The family of Reverend Samata Iusitini Leiloa are in mourning after his sudden death while in managed isolation at the Millennium Hotel in Auckland Central.
His was the first death while someone was carrying out the mandatory 14-day managed isolation or quarantine, after arriving from overseas.
Leiloa, a New Zealand citizen, died unexpectedly on Monday after returning from Samoa on Christmas Day.
The 63-year-old died of natural causes and his death had been referred to a coroner, family spokesman Tauanu’u Nick Bakulich said.
Leiloa gained his qualification at Malua Theological College. He is survived by his wife, brother, three sisters and a large extended family.
Hundreds of people posted messages of support for the family on Bakulich’s Facebook page.
One person described him as a “jovial soul and character always remembered”. Another said they would miss “his encouraging messages and sense of humour”.
One person said they were on the same flight to New Zealand and he was well at the time.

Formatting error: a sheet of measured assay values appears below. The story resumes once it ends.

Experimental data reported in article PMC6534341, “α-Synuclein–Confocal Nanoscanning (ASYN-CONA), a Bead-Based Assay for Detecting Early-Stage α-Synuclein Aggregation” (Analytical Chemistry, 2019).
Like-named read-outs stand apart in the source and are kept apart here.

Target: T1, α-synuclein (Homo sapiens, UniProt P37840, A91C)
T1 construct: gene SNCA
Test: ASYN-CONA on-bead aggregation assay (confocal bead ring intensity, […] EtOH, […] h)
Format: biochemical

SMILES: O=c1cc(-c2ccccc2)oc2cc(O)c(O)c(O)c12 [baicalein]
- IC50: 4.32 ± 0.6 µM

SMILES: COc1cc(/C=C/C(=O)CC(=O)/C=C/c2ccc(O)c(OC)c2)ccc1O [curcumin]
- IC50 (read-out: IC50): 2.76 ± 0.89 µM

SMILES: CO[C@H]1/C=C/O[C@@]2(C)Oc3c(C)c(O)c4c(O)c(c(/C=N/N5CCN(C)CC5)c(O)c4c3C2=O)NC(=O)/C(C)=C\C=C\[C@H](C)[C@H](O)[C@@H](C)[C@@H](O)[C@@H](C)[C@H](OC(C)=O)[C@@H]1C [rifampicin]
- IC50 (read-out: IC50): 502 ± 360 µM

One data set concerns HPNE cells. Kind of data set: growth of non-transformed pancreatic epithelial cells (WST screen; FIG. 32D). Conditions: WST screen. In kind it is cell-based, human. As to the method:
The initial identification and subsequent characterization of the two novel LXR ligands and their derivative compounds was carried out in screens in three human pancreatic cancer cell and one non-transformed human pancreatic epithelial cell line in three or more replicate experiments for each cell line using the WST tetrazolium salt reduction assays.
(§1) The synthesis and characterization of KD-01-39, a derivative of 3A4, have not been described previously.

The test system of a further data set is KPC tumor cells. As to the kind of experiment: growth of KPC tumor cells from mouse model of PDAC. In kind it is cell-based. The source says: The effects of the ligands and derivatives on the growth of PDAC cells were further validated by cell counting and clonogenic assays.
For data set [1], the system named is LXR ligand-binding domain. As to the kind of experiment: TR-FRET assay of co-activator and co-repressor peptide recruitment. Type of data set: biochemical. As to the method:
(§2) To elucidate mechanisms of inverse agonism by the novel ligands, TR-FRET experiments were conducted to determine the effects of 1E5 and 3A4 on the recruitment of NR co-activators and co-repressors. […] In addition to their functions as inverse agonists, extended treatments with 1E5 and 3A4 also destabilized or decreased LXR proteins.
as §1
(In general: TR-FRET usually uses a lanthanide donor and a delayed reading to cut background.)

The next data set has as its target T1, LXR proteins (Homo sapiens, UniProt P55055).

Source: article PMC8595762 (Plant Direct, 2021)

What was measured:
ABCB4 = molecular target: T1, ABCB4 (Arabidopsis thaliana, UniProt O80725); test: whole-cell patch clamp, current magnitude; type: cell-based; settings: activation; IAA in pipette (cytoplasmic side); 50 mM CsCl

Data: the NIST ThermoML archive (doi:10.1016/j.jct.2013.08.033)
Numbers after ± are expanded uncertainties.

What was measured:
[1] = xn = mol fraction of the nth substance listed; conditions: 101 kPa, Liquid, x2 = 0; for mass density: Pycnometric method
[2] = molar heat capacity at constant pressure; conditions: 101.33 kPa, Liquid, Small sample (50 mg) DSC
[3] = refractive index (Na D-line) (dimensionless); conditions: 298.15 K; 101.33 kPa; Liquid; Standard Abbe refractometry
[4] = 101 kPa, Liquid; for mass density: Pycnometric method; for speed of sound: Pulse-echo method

Managed Isolation and Quarantine deputy chief Andrew Milne said the death was not Covid related.
“[We are] saddened to confirm that a 63-year-old male, who arrived from the Pacific and is staying at the Grand Millennium Auckland, has sadly passed away.
“The returnee displayed no Covid-19-related symptoms during their previous daily health checks.”
Samoa has no transmission of Covid within the community.
Official advice given in a 135-page operations framework for managed isolation and quarantine facilities – when dealing with an unexpected death – shows the heartbreaking reality for those involved.
If the person was staying with other people in the same room, those people would be moved to a different room immediately after the death.
Authorities have not said whether or not the man who died yesterday had been self-isolating with anyone else.
The document also reveals that every unexpected death in a quarantine facility is to be treated as a Covid-related death – even if the death appears to be unrelated to the virus.
“Staff should wear (personal protective equipment) and the body and room should be treated as if the person had been infected with Covid-19 prior to their death.”
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